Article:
Women, men, children: demonstrations of power and resistance are constantly present amidst Xavante's life.
As Brazil’s confirmed overall death toll from Covid-19 passes 68,000, the virus is spreading through the country’s indigenous communities, killing chiefs, elders and traditional healers.
It’s also very hard to imagine how a community who has always been used to do everything in group could change and isolate individuals due to a disease. Dealing with diseases brought by non-indigenous are not something new, of course. At the beginning of the 18th century, the discovery of gold in the then province of Goiás state in Brazil led to the arrival of miners, explorers, settlers and missionaries, causing conflicts with the local indigenous populations. Indigenous peoples reacted in different ways to the outsiders' invasions. Some resisted, with surprise attacks and warfare, others stayed put or migrated.
Although the Xavantes were among the most feared indigenous nations in the region, some were convinced to live in settlements sponsored by Brazilian government, where they catched diseases like measles, flu and chicken pox, that were common between non-indigenous, but non existent n those lands before Europeans arrived. As they've never experienced before, they didn’t have antibodies to react. Thousands of indigenous died. Just like is happening in these recent times.
This essay shows Xavante the way they are most proud of: showing their power. Also known as a’uwe uptabi (“gente de verdade"), they live in the state of Mato Grosso in Brazil. Their culture exhales strength. Body fights such as 'wa’i' and relay races with buriti trunks called 'Ui'wede' are the main demonstrators of rivalry between Xavante's clans. During Ui'Wede, both clans head off to swamps to find the 'perfect buriti trunk' which weight may vary between 60 to 80 kilos. Then, they will cut the tree using a little ax and divide the trunk in logs, that will be carried in this relay race for distances of up to 10 kilometers. Even though only adults can take part on the race, everyone in the tribe is welcomed to watch, turning Ui'Wede into one of the favorite sports activities of the Xavantes.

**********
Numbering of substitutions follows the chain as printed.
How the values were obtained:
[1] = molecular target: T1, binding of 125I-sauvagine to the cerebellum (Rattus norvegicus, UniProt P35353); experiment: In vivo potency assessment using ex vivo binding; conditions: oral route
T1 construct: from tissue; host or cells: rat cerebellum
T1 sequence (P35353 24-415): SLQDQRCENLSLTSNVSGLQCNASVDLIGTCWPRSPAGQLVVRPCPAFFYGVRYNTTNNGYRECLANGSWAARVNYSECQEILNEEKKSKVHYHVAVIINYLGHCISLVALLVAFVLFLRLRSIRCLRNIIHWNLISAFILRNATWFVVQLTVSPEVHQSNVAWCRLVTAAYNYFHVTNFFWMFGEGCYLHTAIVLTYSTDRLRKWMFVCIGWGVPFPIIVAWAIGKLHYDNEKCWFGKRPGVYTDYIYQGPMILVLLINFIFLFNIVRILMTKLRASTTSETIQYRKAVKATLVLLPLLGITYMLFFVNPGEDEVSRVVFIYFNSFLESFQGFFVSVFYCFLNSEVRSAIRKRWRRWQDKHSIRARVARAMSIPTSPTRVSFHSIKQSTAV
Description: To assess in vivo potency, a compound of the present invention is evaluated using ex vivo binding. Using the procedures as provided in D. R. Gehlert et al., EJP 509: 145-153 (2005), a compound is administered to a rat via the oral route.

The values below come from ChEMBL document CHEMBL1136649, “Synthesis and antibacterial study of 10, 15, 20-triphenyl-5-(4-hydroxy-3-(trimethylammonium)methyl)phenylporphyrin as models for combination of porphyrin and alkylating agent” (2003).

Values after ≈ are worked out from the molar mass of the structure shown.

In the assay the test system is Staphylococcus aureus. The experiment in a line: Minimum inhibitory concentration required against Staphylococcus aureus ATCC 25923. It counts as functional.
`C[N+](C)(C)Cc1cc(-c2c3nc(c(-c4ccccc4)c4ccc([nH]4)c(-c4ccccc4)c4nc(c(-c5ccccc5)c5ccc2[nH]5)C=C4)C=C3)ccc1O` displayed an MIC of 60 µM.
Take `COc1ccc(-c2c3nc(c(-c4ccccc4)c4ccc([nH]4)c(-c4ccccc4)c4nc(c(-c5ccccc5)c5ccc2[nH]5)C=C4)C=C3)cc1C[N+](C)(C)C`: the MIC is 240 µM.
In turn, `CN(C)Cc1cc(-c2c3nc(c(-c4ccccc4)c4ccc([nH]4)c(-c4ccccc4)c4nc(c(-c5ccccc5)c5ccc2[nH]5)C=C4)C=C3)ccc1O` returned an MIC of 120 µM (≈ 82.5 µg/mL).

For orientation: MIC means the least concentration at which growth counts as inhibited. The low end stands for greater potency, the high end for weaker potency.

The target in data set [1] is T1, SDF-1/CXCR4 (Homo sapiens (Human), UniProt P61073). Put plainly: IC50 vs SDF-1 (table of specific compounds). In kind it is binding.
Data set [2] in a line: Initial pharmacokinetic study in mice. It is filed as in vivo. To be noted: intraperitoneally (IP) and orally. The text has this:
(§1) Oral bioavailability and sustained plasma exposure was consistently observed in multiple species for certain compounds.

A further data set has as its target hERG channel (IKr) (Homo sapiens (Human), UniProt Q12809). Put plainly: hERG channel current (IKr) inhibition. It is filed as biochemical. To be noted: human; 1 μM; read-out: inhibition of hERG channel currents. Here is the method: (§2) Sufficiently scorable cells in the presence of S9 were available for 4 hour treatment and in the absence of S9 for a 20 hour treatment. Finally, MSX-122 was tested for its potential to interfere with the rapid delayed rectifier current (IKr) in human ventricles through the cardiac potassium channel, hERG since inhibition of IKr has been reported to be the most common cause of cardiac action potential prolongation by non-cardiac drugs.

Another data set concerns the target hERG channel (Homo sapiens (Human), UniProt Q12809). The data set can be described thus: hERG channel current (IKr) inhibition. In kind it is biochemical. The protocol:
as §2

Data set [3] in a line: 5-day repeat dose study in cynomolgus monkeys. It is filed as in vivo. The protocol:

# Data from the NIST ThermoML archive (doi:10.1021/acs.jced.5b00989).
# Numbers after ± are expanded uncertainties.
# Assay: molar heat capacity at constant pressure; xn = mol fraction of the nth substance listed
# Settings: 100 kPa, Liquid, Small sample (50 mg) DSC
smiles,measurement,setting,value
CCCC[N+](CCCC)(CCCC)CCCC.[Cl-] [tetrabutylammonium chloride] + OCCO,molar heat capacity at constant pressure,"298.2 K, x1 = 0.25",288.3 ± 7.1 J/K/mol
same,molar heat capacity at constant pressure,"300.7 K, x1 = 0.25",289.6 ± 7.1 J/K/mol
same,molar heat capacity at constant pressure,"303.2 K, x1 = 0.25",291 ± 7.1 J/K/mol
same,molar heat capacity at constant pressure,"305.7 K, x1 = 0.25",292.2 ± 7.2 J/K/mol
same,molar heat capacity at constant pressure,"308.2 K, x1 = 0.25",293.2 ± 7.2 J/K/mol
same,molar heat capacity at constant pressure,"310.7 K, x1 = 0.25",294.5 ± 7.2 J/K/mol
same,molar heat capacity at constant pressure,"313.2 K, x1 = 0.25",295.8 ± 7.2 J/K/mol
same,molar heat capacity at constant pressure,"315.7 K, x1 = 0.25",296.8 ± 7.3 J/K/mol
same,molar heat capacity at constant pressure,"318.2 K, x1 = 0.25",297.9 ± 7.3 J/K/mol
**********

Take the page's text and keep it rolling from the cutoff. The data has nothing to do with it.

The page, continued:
The photos were taken by me turned backwards on the backside of a moving motorbike in a bumpy dirt road under midday sun. The Xavante says that they prefer making the Ui’Wede at noon, so runners will have to put more effort into it. My camera broke, so I had to use an old one that I had brought to the tribe to give it to teenagers, who are very interested in learning photography to document their everyday life.
Women are also fighters, both literally and metaphorically. "Wa´i", a body wrestling usually performed by women, where they gather to fight collectively against only one man. They say this is an opportunity to 'wash dirty linen in public' while observed by a very excited crowd. “Keep fighting!”, says a young woman when the man lays exhausted on the ground.
Given these glimpses of Xavante's culture, you can see how important group activities are. Everything is shared, from houses to everyday chores. This was one of the reasons that lead a Xavante's child to be the first official case of death amongst indigenous peoples from Mato Grosso state, in May. A strong community culture added to the lack of public health access puts the Xavante's power into threat due to the Coronavirus. But they keep fighting.
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